Teaching Kids About Managing Money

Teaching Kids About Managing Money

Whether your kids are toddlers or teens, there’s never a wrong time to start teaching them about money management. Keeping track of your finances is essential to maintain your fiscal health, pay off debts, and save for long-term goals.

If you’re not sure how to introduce the topic, consider the tips below. From setting an example to trying a fun activity, there are plenty of fun ways to teach kids about budgeting.

Set a Shining Example

One way to teach your kids about budgeting is to set an example. Ideally, you should already have a budget that outlines your income and monthly expenses, such as mortgage or rent payments, utilities, groceries, car insurance, and more. Sit down with your children and go over this list.

Review your spending and explain where the money you earn goes. With the money that you don’t spend each month, explain where you put it and why. This opportunity is an excellent time to talk about the importance of saving and why you shouldn’t spend every penny you have.

Discuss Needs vs. Wants

When talking about money and how to budget it, explain needs vs. wants. If your children are in school, they’ll likely notice their peers have items they don’t — certain clothes, toys, accessories, etc. As a result, they may ask you to buy them things.

Use this moment as a teaching experience. Help your children identify what they need, such as food, water, shelter, and clothing, and the things they want — items that are nice to have around, such as toys and electronics. Discuss how, when you earn money, you have to decide how to use it. If you spend it all on what you want, you won’t have enough for what you need.

Walk Through Stores

It may be hard for your child to understand the true cost of certain things if they’ve never bought the items themselves. Next time you go to the store — whether it’s for groceries or clothes — take your child along. When you add something to the cart, indicate the price and show them how to subtract it from your budget.

Talk about the cost of items versus income. For instance, say your child earns $20 per month as an allowance. If they want a video game that’s $40, they’ll have to save for two months. Afterward, they’ll have depleted their savings and will need to start from scratch.

Start a Chore Routine

A child who lacks any work experience may not understand the value of a dollar. To help them understand, determine chores they can complete that they’ll be given an allowance for. For instance, you may ask your child to take out the trash, empty the dishwasher, and help fold laundry. In exchange, they can earn $20 each month.

If your child is old enough, you can also encourage them to apply for their first job. Some first-time positions could include retail cashier, dishwasher at a restaurant, lifeguard, babysitter, and camp counselor.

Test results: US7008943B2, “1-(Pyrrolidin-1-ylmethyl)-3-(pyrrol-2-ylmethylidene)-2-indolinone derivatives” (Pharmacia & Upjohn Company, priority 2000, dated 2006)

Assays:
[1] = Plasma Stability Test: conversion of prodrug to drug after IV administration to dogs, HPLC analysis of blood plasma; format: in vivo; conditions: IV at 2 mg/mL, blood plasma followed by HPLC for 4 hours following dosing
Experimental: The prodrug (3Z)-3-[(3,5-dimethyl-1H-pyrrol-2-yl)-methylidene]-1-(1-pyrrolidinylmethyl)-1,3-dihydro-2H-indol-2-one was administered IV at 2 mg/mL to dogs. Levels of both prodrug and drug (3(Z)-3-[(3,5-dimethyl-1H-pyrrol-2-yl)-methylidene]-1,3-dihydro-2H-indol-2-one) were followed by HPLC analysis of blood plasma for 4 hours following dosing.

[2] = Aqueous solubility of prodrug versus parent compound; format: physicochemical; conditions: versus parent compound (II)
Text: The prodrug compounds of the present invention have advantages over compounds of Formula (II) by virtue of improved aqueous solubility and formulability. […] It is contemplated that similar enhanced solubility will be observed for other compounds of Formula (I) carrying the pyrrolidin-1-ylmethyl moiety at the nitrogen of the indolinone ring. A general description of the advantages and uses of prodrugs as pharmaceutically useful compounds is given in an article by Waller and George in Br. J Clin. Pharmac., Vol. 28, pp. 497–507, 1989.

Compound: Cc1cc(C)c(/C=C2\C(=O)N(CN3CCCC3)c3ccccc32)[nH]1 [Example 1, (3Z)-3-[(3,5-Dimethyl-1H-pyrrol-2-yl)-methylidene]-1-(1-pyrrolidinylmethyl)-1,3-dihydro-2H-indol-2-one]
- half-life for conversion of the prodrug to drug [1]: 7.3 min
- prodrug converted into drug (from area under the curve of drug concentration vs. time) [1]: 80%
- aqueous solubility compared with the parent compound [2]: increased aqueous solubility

Try a Money Activity

Kid-friendly activities are a great way to learn more about money. If your children are young, try reading an age-appropriate book, such as “Curious George Saves His Pennies” by Margret & H.A. Rey. This book centers around the importance of saving up to purchase the items you want, like a toy.

Another option is “One Cent, Two Cents, Old Cent, New Cent: All About Money” by Bonnie Worth. This Cat in the Hat book provides a simple, easy-to-understand look at the history of money, including banking and minting coins. Once done reading, ask your kids what they’ve learned.

For more hands-on learning, we offer a variety of kid-friendly budgeting and financial activities on our WalletWorks page.

Open a Bank Account

Help your child set up checking and savings accounts online. Teach them how they can deposit money and how funds in savings will earn interest over time. As your child watches their balance grow, they’ll get excited and want to add more.

Teach your kids how to write checks and what they may need them for. For instance, many people use checks to pay for rent or utility bills. You should also teach them the importance of monitoring their account, which they can do online or from a mobile device.

How to Teach Kids About Budgeting

Budgeting isn’t a complex topic that requires textbooks and visual charts to teach. Try some of the fun tips above, such as walking through a store or opening a bank account. With a push in the right direction, your child will become more money-savvy and ready to take on the world.

To learn more about budgeting your finances, check out our WalletWorks page.

The content provided in this publication is for informational purposes only. Nothing stated is to be construed as financial or legal advice. Some products not offered by PSECU. PSECU does not endorse any third parties, including, but not limited to, referenced individuals, companies, organizations, products, blogs, or websites. PSECU does not warrant any advice provided by third parties. PSECU does not guarantee the accuracy or completeness of the information provided by third parties. PSECU recommends that you seek the advice of a qualified financial, tax, legal, or other professional if you have questions.